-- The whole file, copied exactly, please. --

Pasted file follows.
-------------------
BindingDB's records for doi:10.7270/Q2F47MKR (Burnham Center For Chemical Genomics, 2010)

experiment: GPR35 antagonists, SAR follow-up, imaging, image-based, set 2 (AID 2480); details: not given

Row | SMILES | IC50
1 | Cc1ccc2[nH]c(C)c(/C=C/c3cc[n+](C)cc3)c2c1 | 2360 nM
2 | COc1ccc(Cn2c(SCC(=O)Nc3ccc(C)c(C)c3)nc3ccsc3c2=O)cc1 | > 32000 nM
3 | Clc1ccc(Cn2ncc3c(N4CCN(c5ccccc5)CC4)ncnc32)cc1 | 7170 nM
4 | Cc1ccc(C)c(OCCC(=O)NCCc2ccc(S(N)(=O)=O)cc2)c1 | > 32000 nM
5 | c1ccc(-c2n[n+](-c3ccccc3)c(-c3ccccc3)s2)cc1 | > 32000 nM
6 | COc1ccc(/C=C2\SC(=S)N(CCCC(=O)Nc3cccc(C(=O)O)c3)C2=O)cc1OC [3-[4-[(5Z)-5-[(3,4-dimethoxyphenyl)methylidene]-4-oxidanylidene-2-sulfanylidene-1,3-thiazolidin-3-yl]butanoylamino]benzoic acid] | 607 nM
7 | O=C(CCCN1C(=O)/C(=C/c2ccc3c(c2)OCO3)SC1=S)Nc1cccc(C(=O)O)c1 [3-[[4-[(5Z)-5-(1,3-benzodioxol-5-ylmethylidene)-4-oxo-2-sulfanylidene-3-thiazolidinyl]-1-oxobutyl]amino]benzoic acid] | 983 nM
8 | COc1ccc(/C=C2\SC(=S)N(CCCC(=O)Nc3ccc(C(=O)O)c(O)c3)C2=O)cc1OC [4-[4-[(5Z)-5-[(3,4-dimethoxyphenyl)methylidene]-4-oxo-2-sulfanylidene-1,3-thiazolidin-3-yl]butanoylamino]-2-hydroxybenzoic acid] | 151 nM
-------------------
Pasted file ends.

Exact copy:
BindingDB's records for doi:10.7270/Q2F47MKR (Burnham Center For Chemical Genomics, 2010)

experiment: GPR35 antagonists, SAR follow-up, imaging, image-based, set 2 (AID 2480); details: not given

Row | SMILES | IC50
1 | Cc1ccc2[nH]c(C)c(/C=C/c3cc[n+](C)cc3)c2c1 | 2360 nM
2 | COc1ccc(Cn2c(SCC(=O)Nc3ccc(C)c(C)c3)nc3ccsc3c2=O)cc1 | > 32000 nM
3 | Clc1ccc(Cn2ncc3c(N4CCN(c5ccccc5)CC4)ncnc32)cc1 | 7170 nM
4 | Cc1ccc(C)c(OCCC(=O)NCCc2ccc(S(N)(=O)=O)cc2)c1 | > 32000 nM
5 | c1ccc(-c2n[n+](-c3ccccc3)c(-c3ccccc3)s2)cc1 | > 32000 nM
6 | COc1ccc(/C=C2\SC(=S)N(CCCC(=O)Nc3cccc(C(=O)O)c3)C2=O)cc1OC [3-[4-[(5Z)-5-[(3,4-dimethoxyphenyl)methylidene]-4-oxidanylidene-2-sulfanylidene-1,3-thiazolidin-3-yl]butanoylamino]benzoic acid] | 607 nM
7 | O=C(CCCN1C(=O)/C(=C/c2ccc3c(c2)OCO3)SC1=S)Nc1cccc(C(=O)O)c1 [3-[[4-[(5Z)-5-(1,3-benzodioxol-5-ylmethylidene)-4-oxo-2-sulfanylidene-3-thiazolidinyl]-1-oxobutyl]amino]benzoic acid] | 983 nM
8 | COc1ccc(/C=C2\SC(=S)N(CCCC(=O)Nc3ccc(C(=O)O)c(O)c3)C2=O)cc1OC [4-[4-[(5Z)-5-[(3,4-dimethoxyphenyl)methylidene]-4-oxo-2-sulfanylidene-1,3-thiazolidin-3-yl]butanoylamino]-2-hydroxybenzoic acid] | 151 nM